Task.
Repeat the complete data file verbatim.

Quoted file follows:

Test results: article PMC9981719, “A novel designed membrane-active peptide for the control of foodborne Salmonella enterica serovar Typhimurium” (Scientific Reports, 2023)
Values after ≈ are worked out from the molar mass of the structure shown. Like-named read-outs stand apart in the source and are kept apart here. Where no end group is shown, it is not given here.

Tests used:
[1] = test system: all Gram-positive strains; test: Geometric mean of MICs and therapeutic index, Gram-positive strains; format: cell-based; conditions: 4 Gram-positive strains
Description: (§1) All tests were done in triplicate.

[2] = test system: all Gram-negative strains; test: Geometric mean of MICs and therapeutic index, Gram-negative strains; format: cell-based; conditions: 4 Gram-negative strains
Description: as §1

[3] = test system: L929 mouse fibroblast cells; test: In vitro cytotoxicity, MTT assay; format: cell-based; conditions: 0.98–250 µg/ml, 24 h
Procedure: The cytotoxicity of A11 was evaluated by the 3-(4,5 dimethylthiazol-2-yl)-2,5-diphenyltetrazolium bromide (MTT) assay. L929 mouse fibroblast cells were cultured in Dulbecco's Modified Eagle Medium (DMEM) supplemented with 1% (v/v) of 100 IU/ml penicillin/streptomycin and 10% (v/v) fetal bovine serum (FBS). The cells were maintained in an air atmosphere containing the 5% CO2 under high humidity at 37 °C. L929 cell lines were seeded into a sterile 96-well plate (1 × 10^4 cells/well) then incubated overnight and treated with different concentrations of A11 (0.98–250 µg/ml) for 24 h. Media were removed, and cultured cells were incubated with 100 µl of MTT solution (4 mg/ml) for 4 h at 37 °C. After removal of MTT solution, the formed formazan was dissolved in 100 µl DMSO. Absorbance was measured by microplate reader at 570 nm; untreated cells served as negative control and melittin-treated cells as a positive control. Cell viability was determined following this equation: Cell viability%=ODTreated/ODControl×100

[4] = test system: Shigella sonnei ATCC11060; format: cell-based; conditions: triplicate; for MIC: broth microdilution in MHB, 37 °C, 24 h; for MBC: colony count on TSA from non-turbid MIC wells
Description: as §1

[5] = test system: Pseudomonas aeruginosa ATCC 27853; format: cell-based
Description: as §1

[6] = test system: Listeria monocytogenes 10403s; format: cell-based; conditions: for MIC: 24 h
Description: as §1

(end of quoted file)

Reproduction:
Test results: article PMC9981719, “A novel designed membrane-active peptide for the control of foodborne Salmonella enterica serovar Typhimurium” (Scientific Reports, 2023)
Values after ≈ are worked out from the molar mass of the structure shown. Like-named read-outs stand apart in the source and are kept apart here. Where no end group is shown, it is not given here.

Tests used:
[1] = test system: all Gram-positive strains; test: Geometric mean of MICs and therapeutic index, Gram-positive strains; format: cell-based; conditions: 4 Gram-positive strains
Description: (§1) All tests were done in triplicate.

[2] = test system: all Gram-negative strains; test: Geometric mean of MICs and therapeutic index, Gram-negative strains; format: cell-based; conditions: 4 Gram-negative strains
Description: as §1

[3] = test system: L929 mouse fibroblast cells; test: In vitro cytotoxicity, MTT assay; format: cell-based; conditions: 0.98–250 µg/ml, 24 h
Procedure: The cytotoxicity of A11 was evaluated by the 3-(4,5 dimethylthiazol-2-yl)-2,5-diphenyltetrazolium bromide (MTT) assay. L929 mouse fibroblast cells were cultured in Dulbecco's Modified Eagle Medium (DMEM) supplemented with 1% (v/v) of 100 IU/ml penicillin/streptomycin and 10% (v/v) fetal bovine serum (FBS). The cells were maintained in an air atmosphere containing the 5% CO2 under high humidity at 37 °C. L929 cell lines were seeded into a sterile 96-well plate (1 × 10^4 cells/well) then incubated overnight and treated with different concentrations of A11 (0.98–250 µg/ml) for 24 h. Media were removed, and cultured cells were incubated with 100 µl of MTT solution (4 mg/ml) for 4 h at 37 °C. After removal of MTT solution, the formed formazan was dissolved in 100 µl DMSO. Absorbance was measured by microplate reader at 570 nm; untreated cells served as negative control and melittin-treated cells as a positive control. Cell viability was determined following this equation: Cell viability%=ODTreated/ODControl×100

[4] = test system: Shigella sonnei ATCC11060; format: cell-based; conditions: triplicate; for MIC: broth microdilution in MHB, 37 °C, 24 h; for MBC: colony count on TSA from non-turbid MIC wells
Description: as §1

[5] = test system: Pseudomonas aeruginosa ATCC 27853; format: cell-based
Description: as §1

[6] = test system: Listeria monocytogenes 10403s; format: cell-based; conditions: for MIC: 24 h
Description: as §1